The Centers for Disease Control and Prevention (CDC) has released updated guidance recommending that fully vaccinated persons in areas with substantial or high rates of COVID-19 transmission resume wearing masks in public indoor settings. The guidance also encourages all fully vaccinated persons who are exposed to COVID-19 to take a COVID-19 test three to five days after exposure, and to wear masks in public indoor settings for 14 days or until receiving a negative COVID-19 test. The guidance also recommends universal indoor masking for all teachers, staff, students, and visitors to schools, regardless of their vaccination status.
The CDC’s new recommendations come amid the COVID-19 Delta variant’s contribution to an uptick in case levels nationwide. Although the CDC’s recommendations are not legally binding, they do serve as a helpful reference point for businesses across the country that are developing or evaluating workplace policies.
The CDC’s announcement followed a flurry of activity related to COVID-19 mask policies and vaccination mandates.
In addition, President Joseph Biden is expected to announce on July 29, 2021, that the federal government will require all federal employees to receive the COVID-19 vaccine or submit to regular testing.
As the above timeline demonstrates, things are very much in a state of flux. The Delta variant, CDC guidance, and ever-evolving state and local requirements will have significant impacts on all employers, including those that had recently dropped mask mandates for vaccinated individuals and those planning to reopen their worksites in the fall. Given the current trend, we expect even more changes at state and local levels, and we encourage businesses to monitor these developments closely.
In addition, in light of the new guidance, employers should revisit their protocols for employee exposure to COVID-19 and consider implementing the CDC’s recommendation that all fully vaccinated persons who have a known COVID-19 exposure take a COVID-19 test three to five days after exposure and wear masks in public indoor settings for 14 days or until receiving a negative COVID-19 test.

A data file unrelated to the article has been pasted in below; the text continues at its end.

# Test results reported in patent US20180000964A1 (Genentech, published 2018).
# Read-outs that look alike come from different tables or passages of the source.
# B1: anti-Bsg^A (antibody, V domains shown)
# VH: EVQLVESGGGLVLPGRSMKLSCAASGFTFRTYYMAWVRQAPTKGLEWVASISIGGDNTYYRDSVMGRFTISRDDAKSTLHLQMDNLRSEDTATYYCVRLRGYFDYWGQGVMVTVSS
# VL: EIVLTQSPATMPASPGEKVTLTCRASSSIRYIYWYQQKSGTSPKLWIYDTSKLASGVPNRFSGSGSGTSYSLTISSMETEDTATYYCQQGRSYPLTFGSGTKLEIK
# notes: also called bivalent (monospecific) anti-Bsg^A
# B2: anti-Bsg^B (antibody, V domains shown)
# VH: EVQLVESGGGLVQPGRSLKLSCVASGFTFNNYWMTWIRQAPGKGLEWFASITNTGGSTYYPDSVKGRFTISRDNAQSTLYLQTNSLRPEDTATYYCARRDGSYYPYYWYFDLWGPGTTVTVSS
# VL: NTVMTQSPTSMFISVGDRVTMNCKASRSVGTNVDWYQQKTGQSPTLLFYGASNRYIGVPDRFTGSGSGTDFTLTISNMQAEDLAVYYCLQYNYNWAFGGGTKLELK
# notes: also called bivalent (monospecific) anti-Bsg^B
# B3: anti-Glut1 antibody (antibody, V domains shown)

As for the guidance regarding mask usage, employers may consider varying options to find the best way to implement appropriate safety measures for their businesses. Potential options to consider include but are not limited to the following:
Employers also should review the safety measures in place to protect employees from the spread of COVID-19 in the workplace, especially during the rise of Delta variant cases. This includes testing strategies, social distancing measures, hand hygiene stations, and the enforcement of face covering policies. Further, employers should review state or local laws requiring a comprehensive exposure prevention plan in the event of another designated outbreak (for example, New York’s HERO Act).
Finally, as the CDC continues to advise that the risks of transmission are significantly increased among unvaccinated individuals, employers may also consider implementing a vaccine mandate for employees working at an establishment and restricting entry only to fully vaccinated individuals. All of these approaches have different pros and cons, and there is not a one-size-fits-all approach that will work for every employer. Employers should consult with counsel prior to implementing any specific approach.
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If you have any questions or would like more information on the issues discussed in this LawFlash, please contact any of the following Morgan Lewis lawyers:
Daryl S. Landy
A. Klair Fitzpatrick